The readings reported from Ibn Masʿūd of the kind which presupposes a different rasm may be characterized as follows: (a) They offer synonyms to the ʿUthmānic text like irshadnā for ihdinā in q 1:6, both meaning “guide us.” (b) They leave less room for ambiguity, as in taʾwīluhu illā ʿinda llāhi, “its interpretation is only with God,” for wa-mā yaʿlamu taʾwīlahu illā llāhu, “and none knows its interpretation, save only God,” in q 3:7, the frame of which excludes the possibility of the following phrase, al-rāsikhūna fī l-ʿilm, “those firmly rooted in knowledge,” being also “those who know.” (c) They provide clarification, as in the addition of fī mawāsim al-ḥajj, “in the seasons of the pilgrimage (q.v.),” after an tabtaghū faḍlan min rabbikum, “if you seek bounty from your Lord,” in q 2:198. (d) They provide more easily understood alternatives like mīthāq alladhīna ūtū l-kitāb, “the covenant (q.v.) of those who were given the book” instead of mīthāq al-nabiyyīn, “the covenant of the prophets,” in q 3:81. It is thus no wonder that these readings continued to play a role in classical exegetical literature (tafsīr, see exegesis of the qurʾān: classical and medieval). Indeed one often finds in early commentary (tafsīr) a qurʾānic term explained by a synonym or a phrase which elsewhere is mentioned as a variant reading. This is hardly surprising in view of the interdependence of early exegetical activity and the regular recitation of the Qurʾān (F. Leemhuis, Origins, 24 and 26-7; see recitation of the qurʾān).
Sometimes non-ʿUthmānic readings also occur among the ones which the commentators explain and ʿUthmānic readings are qualified as scribal errors. In Sufyān al-Thawrī’s (d. 161/778) commentary on q 24:27 (Tafsīr, ad loc.), Ibn ʿAbbās is quoted as having said that tastaʾnisū, “engaging in social talk,” is a scribal error for tastaʾdhinū, “asking for permission.” In the tafsīr tradition of Mujāhid (d. 104/722) on q 3:81 (both in al-Ṭabarī’s Tafsīr and in the independently preserved recension of Mujāhid, ad loc.), the case is the same, the above-mentioned reading of Ibn Masʿūd being presented as the correct one. In the manuscript of the commentary of Sufyān al-Thawrī the more than 60 variant read- ings transmitted are nearly always clustered together near the end of his treatment of each sūra. Most of these are attributed to Ibn Masʿūd and his followers and the majority of them, but certainly not all, do not necessarily presuppose a non-ʿUthmānic rasm. The same treatment of variant readings is found in the Jāmiʿ of the Mālikī traditionist of Egypt, Ibn Wahb (d. 197/813; cf. M. Muranyi, Materialien, 239-42). All of this suggests that in the first half of the second Islamic century (720-70 c.e.) variant readings were considered to fulfill a separate exegetical function and that the ʿUthmānic recension, apart from some exceptions, had been accepted as the textus receptus. About half a century later, al-Farrāʾ (Maʿānī, i, 11) explicitly contrasts “the reading (qirāʾa) of Ibn Masʿūd” with “our reading.” Nevertheless, these texts also make clear that the existence of variant readings which presupposed a non-ʿUthmānic rasm was considered a matter of fact.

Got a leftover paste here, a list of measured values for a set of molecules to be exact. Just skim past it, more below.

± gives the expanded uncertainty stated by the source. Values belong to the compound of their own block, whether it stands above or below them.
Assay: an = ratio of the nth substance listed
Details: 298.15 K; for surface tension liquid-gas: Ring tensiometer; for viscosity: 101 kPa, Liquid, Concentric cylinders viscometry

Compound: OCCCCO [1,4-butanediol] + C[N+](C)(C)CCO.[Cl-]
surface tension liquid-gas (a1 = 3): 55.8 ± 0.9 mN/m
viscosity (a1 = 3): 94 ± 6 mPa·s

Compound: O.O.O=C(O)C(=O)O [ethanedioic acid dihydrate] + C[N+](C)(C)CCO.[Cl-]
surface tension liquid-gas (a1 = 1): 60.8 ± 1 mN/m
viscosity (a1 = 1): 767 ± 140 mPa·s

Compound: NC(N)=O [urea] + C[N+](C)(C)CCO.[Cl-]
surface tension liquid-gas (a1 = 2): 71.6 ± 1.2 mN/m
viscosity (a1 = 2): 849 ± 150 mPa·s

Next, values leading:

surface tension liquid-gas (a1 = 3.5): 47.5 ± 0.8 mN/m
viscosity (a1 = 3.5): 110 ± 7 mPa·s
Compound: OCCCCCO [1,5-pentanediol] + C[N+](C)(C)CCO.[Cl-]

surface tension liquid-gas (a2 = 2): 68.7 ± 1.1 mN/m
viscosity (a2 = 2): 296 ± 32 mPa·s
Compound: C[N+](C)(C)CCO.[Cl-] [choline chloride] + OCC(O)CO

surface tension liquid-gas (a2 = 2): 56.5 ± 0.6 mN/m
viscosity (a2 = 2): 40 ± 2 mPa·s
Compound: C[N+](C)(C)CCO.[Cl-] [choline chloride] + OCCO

Apart from the connection with qurʾānic exegetical literature, there is also a connection with the corpus of ḥadīth as some additions from the non-ʿUthmānic codices are also reported as sayings of the Prophet, whether inspired by God or not (see revelation and inspiration; ḥadīth and the qurʾān). The verse about the greed of man (see avarice), “If man had two valleys of riches…” (law [kāna] anna li-bni ādama wādiyāni min mālin…), for instance, is reported both as an addition in Ubayy’s codex at q 10:24 and in all the six canonical ḥadīth collections as an utterance of the Prophet and sometimes as a non-ʿUthmānic Qurʾān quotation as well. It also appears that, at least in some cases, the supposed existence of some verses in non-ʿUthmānic codices functioned in the framework of the doctrine of the abrogation (q.v.) of the recited text but not of the divine directive contained therein (naskhal-tilāwa dūna l-ḥukm, cf. J. Burton, Collection, 68-86).
It is often asserted that Ibn Masʿūd‘s codex contained a number of Shīʿī readings which were omitted from the ʿUthmānic codex. Although some of these readings are reported to have also been present in other codices, like Ubayy’s and ʿAlī’s, a separate Shīʿī Qurʾān codex is not known (see shīʿism and the qurʾān). It could be argued, however, that if there ever was a distinct Shīʿī codex of the Qurʾān it probably would have contained the explicit Shīʿī readings reported from Ibn Masʿūd‘s codex.